A pitcher taking the mound for his first big league appearance.
A golfer teeing it up for her first professional tournament.
A quarterback under center for his first Sunday game.
For construction professionals, managing your first project is kind of like that. At Kiewit, it’s a significant milestone in an employee’s career which almost always takes place on a small job.
Brian Fetters joined Kiewit in 1998 as a full-time staff employee after working as a carpenter on several of the company’s projects. In 2008, he was assigned to be a project manager for the first time, a role on a small job that exposed him to nearly every aspect of building work.
“On our larger projects, you’re typically responsible for one very specific task,” he said. “On small jobs, it’s different. Because you have a much smaller staff, you’re involved in just about every part of the job in the field and the office —from owner’s meetings to permitting and scheduling every type of work being built.”
Today, Fetters is a sponsor with Kiewit. In addition to coordinating pursuits for new work, he oversees about five current projects, many of them small and with first-time managers overseeing the day-to-day operations.
One of those managers is Scott Nelson who joined Kiewit in 2006 after completing a mechanical engineering degree at the University of California, San Diego. Nelson was assigned to his first role as a project manager in 2015.
Even though their careers began differently, Nelson and Fetters described the experience of managing small projects in much the same way.
“I was able to work with a lot of different people, including clients, inspectors and union contacts,” Nelson said. “By dealing with all of this on a small project, I was able to learn more about different parts of the business and get experience needed to progress in my career.”
Just as one star athlete doesn’t make a championship team, project managers are assigned with both staff and craft employees who complement their skills. It’s an opportunity for everyone on the team to develop their abilities, not just the project manager.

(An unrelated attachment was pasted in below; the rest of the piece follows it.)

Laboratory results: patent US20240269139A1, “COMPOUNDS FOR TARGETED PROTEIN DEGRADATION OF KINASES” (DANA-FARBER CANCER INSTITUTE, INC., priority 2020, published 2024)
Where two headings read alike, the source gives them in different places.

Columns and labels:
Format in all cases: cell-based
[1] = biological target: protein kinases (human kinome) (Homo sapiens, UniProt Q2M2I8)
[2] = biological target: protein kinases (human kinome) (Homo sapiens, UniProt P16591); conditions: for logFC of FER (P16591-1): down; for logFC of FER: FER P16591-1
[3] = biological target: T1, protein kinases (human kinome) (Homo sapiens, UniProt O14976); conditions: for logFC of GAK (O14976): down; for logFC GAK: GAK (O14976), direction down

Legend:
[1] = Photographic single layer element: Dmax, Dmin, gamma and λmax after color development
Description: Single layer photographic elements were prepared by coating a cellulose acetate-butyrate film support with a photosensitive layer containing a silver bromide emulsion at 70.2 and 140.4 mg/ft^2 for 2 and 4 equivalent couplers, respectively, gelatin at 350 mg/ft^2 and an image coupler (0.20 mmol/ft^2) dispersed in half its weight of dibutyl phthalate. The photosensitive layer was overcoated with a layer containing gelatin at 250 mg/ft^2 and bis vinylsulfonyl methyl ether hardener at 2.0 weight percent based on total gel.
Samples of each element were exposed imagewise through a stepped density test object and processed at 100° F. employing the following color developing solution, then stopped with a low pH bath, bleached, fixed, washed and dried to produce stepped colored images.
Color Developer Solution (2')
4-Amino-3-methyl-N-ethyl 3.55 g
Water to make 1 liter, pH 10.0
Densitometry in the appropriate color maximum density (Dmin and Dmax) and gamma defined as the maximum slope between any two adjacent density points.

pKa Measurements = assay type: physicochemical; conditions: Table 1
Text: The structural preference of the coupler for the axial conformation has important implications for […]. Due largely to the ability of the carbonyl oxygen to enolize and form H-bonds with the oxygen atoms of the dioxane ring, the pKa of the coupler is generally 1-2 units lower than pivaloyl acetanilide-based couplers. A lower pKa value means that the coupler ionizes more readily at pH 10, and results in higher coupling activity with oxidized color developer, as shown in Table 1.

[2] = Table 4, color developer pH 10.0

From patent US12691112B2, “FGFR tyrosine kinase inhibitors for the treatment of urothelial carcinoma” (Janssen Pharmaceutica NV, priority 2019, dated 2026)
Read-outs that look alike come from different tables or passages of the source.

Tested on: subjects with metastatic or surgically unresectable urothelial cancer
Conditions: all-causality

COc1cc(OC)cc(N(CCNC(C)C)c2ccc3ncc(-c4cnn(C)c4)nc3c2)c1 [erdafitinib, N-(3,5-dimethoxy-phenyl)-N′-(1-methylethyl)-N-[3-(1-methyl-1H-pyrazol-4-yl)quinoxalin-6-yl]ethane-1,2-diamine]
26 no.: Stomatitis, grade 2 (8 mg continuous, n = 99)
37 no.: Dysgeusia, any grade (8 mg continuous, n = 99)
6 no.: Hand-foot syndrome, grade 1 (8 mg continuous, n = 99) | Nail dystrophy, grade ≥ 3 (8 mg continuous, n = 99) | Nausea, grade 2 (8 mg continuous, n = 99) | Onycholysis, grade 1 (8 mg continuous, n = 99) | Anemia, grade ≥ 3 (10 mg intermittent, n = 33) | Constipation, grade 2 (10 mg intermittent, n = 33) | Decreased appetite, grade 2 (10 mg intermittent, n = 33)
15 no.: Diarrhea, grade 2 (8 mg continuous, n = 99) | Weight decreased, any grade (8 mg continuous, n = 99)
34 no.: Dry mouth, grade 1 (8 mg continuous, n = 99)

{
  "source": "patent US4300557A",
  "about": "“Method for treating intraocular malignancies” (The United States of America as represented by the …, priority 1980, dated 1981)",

“We pair people up so they can learn from each other,” said Ron Glynn, who is also a sponsor for Kiewit in Southern California. “If our project manager has a strong electrical and mechanical background, but needs more experience in civil and structures work, we’ll put them with a superintendent that’s really experienced in civil and structures and would benefit from learning more about mechanical and electrical.”
Similar to an athlete’s coach, Kiewit’s project managers can turn to their sponsors for advice. Fetters and Glynn visit their projects regularly to stay engaged in the job’s progress, and in that time work with managers, helping them develop in their roles.
“Ron made sure the right mentors and leaders were around me on my way to help me develop,” said Luis Curiel, a first-time manager who reports to Glynn. “He’s reassured my decisions and given advice when I needed it. He’s also helped me gain more confidence in my ability to take on more responsibility and take charge.”
The support doesn’t end at the sponsor. Kiewit’s small job teams can tap into the knowledge and experience of the entire organization.
“Kiewit’s resources really help us out on these smaller jobs,” Fetters said. “There’s always someone there to be a sounding board and to provide resources when we need them.”
Like the pitcher, the golfer or the quarterback, Glynn and Fetters say those assigned to lead projects have earned the right to be there. Fetters described them as “A+ players,” Glynn called them “superstars.”
“When we choose a project manager, we’re not just choosing someone because they need the experience. You have to earn the right to run a job,” Glynn said. “We pick people that are real leaders and that the company has their eyes on as someone that can step up. They’ve got the weight of the whole company supporting them and we know they’ll run these jobs successfully.”